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When a lot of DML operations are applied on a table, the table will become fragmented because DML does not release free space from the table below the HWM.

HWM is an indicator of USED BLOCKS in the database. Blocks below the high water mark (used blocks) have at least once contained data. This data might have been deleted. Since Oracle knows that blocks beyond the high water mark don’t have data, it only reads blocks up to the high water mark when doing a full table scan.

DDL statement always resets the HWM.

Small example to find the table fragmentation.

SQL> select count(*) from big1;

1000000 rows selected.

SQL> delete from big1 where rownum <= 300000;

300000 rows deleted.

SQL> commit;

Commit complete.

SQL> update big1 set object_id = 0 where rownum <=350000;

342226 rows updated.

SQL> commit;

Commit complete.

SQL> exec dbms_stats.gather_table_stats(‘SCOTT’,’BIG1′);

PL/SQL procedure successfully completed.

SQL> select table_name, round((blocks*8),2) tablesize, round((num_rows*avg_row_l
en/1024),2) actualsize from dba_tables  where table_name=’BIG1′;

TABLE_NAME TABLE SIZE ACTUAL DATA
————————— ——————————————- ——————
BIG1              72952          30604.2

Note = 72952 – 30604 = 42348 Kb is wasted space in table
 

The difference between two values is 60% and Pctfree 10% (default) – so, the table has 50% extra space which is wasted because there is no data.

How to reset HWM / remove fragemenation?

For that we need to reorganize the fragmented table.

We have four options to reorganize fragmented tables:

1. alter table … move + rebuild indexes
2. export / truncate / import
3. create table as select ( CTAS)
4. dbms_redefinition

Option: 1 “alter table … move + rebuild indexes”

SQL> alter table BIG1 move;

Table altered.

SQL> select status,index_name from user_indexes
2 where table_name = ‘BIG1’;

STATUS INDEX_NAME
——– ——————————
UNUSABLE BIGIDX

SQL> alter index bigidx rebuild;

Index altered.

SQL> select status,index_name from user_indexes
2 where table_name = ‘BIG1’;

STATUS INDEX_NAME
——– ——————————
VALID BIGIDX

SQL> exec dbms_stats.gather_table_stats(‘SCOTT’,’BIG1′);

PL/SQL procedure successfully completed.

SQL> select table_name, round((blocks*8),2) tablesize, round((num_rows*avg_row_l
en/1024),2) actualsize from dba_tables  where table_name=’BIG1′;

TABLE_NAME TABLE SIZE ACTUAL DATA
————————— ——————————————- ——————
BIG1              38224           30727.37

Option: 2 “Create table as select”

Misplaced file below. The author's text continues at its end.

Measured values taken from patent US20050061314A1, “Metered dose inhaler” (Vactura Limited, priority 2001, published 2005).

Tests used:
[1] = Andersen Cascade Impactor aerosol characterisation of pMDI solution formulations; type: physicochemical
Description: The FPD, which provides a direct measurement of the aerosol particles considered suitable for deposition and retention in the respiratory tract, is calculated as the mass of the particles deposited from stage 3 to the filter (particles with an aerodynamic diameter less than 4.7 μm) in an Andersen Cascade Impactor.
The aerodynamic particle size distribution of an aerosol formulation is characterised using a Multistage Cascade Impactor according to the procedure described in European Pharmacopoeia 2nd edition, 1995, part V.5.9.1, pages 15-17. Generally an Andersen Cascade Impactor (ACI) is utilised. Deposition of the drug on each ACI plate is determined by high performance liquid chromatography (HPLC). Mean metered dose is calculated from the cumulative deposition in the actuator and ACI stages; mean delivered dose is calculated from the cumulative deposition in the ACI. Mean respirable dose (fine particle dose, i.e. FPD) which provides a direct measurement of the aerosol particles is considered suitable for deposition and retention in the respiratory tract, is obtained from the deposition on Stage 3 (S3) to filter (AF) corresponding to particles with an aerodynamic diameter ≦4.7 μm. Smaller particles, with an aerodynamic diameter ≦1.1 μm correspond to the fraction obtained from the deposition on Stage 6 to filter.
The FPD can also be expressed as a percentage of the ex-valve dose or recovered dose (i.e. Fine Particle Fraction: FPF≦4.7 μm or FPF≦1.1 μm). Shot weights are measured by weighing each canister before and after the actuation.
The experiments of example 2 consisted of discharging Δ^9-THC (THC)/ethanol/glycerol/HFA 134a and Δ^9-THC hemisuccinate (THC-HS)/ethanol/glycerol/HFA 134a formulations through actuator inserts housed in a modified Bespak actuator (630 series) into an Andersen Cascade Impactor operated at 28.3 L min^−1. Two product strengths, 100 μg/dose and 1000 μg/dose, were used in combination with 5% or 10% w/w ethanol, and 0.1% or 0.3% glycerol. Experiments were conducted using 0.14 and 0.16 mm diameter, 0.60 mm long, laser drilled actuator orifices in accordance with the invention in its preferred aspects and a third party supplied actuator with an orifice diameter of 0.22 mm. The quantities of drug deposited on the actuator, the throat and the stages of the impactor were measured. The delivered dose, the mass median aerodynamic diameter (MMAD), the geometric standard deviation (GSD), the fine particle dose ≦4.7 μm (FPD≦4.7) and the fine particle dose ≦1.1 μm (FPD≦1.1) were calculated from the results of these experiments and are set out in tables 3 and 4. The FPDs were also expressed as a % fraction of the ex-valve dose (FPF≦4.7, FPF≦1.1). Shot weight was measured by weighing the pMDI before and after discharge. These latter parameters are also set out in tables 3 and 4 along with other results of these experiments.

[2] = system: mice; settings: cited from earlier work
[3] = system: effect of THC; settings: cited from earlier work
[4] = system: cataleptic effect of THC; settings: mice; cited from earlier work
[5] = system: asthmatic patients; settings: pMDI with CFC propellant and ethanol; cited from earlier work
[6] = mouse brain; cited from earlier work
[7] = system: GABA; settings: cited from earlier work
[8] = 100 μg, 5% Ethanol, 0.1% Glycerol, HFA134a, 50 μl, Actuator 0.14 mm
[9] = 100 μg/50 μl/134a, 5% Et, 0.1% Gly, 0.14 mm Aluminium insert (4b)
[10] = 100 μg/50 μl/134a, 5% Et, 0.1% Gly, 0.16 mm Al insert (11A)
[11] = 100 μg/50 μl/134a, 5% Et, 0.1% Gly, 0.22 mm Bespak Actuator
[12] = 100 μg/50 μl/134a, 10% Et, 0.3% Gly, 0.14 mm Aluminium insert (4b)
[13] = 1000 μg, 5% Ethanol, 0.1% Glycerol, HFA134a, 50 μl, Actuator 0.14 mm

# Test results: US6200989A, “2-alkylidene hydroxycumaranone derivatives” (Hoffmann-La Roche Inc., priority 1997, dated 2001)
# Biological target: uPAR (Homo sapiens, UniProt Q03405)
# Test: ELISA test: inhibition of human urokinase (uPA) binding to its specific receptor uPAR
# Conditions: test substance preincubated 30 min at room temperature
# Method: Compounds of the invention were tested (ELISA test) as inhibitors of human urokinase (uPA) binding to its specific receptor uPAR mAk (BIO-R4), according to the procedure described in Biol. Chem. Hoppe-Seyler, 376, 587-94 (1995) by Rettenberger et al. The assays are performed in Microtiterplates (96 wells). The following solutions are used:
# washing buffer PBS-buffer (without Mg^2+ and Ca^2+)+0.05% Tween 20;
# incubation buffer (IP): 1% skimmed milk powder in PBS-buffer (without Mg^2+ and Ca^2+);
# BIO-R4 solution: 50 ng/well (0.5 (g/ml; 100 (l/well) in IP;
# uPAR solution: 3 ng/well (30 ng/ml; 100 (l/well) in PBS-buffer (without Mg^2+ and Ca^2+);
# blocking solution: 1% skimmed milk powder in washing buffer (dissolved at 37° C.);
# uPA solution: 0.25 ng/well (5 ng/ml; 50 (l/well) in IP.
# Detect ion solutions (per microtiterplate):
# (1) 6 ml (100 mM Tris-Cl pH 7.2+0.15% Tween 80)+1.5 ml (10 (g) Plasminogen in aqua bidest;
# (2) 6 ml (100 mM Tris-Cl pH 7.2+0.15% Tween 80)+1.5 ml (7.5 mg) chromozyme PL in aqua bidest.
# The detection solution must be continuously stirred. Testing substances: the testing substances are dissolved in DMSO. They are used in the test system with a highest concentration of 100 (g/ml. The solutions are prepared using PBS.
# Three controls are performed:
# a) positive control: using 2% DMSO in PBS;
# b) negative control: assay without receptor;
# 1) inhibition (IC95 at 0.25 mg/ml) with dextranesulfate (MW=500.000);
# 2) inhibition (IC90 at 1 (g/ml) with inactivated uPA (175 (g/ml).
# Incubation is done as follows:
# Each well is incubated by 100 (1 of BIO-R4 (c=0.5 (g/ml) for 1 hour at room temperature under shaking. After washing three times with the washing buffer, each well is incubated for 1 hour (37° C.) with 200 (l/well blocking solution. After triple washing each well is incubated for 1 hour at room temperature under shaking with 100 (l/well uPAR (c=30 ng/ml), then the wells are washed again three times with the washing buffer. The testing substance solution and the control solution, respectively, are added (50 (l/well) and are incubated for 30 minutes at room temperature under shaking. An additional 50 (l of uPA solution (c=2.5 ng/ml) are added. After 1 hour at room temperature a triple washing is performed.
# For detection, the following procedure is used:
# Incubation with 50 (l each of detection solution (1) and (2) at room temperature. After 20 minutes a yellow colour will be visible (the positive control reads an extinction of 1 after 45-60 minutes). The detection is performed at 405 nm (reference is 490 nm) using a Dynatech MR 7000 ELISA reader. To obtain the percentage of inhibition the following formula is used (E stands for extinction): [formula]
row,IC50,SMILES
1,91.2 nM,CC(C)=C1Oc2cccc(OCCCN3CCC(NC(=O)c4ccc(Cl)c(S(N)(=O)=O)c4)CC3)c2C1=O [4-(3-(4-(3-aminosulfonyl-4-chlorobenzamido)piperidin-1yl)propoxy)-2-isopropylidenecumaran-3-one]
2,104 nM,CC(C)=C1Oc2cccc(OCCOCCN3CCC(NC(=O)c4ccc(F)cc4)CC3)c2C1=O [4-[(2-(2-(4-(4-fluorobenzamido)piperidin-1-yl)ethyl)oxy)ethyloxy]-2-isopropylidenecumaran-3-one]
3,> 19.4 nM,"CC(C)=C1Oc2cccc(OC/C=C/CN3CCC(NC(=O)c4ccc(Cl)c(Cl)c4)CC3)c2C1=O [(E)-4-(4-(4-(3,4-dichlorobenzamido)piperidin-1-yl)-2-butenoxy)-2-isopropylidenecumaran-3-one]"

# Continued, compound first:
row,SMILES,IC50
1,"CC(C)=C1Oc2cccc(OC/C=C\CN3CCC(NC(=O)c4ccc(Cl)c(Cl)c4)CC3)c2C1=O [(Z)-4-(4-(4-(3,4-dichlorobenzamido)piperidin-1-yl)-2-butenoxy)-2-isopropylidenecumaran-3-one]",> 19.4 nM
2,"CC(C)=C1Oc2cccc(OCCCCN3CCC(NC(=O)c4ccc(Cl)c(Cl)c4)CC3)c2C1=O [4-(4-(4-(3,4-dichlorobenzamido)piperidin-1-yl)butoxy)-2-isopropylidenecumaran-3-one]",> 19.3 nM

SQL> create table big2 as select * from big1;

Table created.

SQL> drop table big1 purge;

Table dropped.

SQL> rename big2 to big1;

Table renamed.

SQL> exec dbms_stats.gather_table_stats(‘SCOTT’,’BIG1′);

PL/SQL procedure successfully completed.

SQL> select table_name, round((blocks*8),2) tablesize, round((num_rows*avg_row_l
en/1024),2) actualsize from dba_tables  where table_name=’BIG1′;

TABLE_NAME TABLE SIZE ACTUAL DATA
————————— ——————————————- ——————
BIG1              85536            68986.97

SQL> select status from user_indexes
2 where table_name = ‘BIG1′;

no rows selected

SQL> –Note we need to create all indexes.

Option: 3 “export / truncate / import”

SQL> select table_name, round((blocks*8),2)||’kb’ “size”
2 from user_tables
3 where table_name = ‘BIG1′;

TABLE_NAME size
—————————— ——————————————
BIG1 85536kb

SQL> select table_name, round((num_rows*avg_row_len/1024),2)||’kb’ “size”
2 from user_tables
3 where table_name = ‘BIG1’;

TABLE_NAME size
—————————— ——————————————
BIG1 42535.54kb

SQL> select status from user_indexes where table_name = ‘BIG1′;

STATUS
——–
VALID

SQL> exit
Disconnected from Oracle Database 10g Enterprise Edition Release 10.1.0.5.0 – Pr
oduction
With the Partitioning, OLAP and Data Mining options

C:>exp scott/tiger@Orcl file=c:big1.dmp tables=big1

Export: Release 10.1.0.5.0 – Production on…..

Export terminated successfully without warnings.

SQL> truncate table big1;

Table truncated.

imp scott/tiger@Orcl file=c:big1.dmp ignore=y

Import: Release 10.1.0.5.0 – Production on….

Import terminated successfully without warnings.

SQL> select table_name, round((blocks*8),2)||’kb’ “size”
2 from user_tables
3 where table_name = ‘BIG1′;

TABLE_NAME size
—————————— ——————————————
BIG1 85536kb

SQL> select table_name, round((num_rows*avg_row_len/1024),2)||’kb’ “size”
2 from user_tables
3 where table_name = ‘BIG1’;

TABLE_NAME size
—————————— ——————————————
BIG1 42535.54kb

SQL> exec dbms_stats.gather_table_stats(‘SCOTT’,’BIG1′);

PL/SQL procedure successfully completed.

SQL> select table_name, round((blocks*8),2)||’kb’ “size”
2 from user_tables
3 where table_name = ‘BIG1′;

TABLE_NAME size
—————————— ——————————————
BIG1 51840kb

SQL> select table_name, round((num_rows*avg_row_len/1024),2)||’kb’ “size”
2 from user_tables
3 where table_name = ‘BIG1’;

TABLE_NAME size
—————————— ——————————————
BIG1 42542.27kb

SQL> select status from user_indexes where table_name = ‘BIG1’;

STATUS
——–
VALID

SQL> exec dbms_redefinition.can_redef_table(‘SCOTT’,’BIG1′,-
> dbms_redefinition.cons_use_pk);

PL/SQL procedure successfully completed.

Option: 4 “dbms_redefinition”….Which we will disscus afterwords….

Expert are always welcome for their valuable comment or suggestion for the above post.

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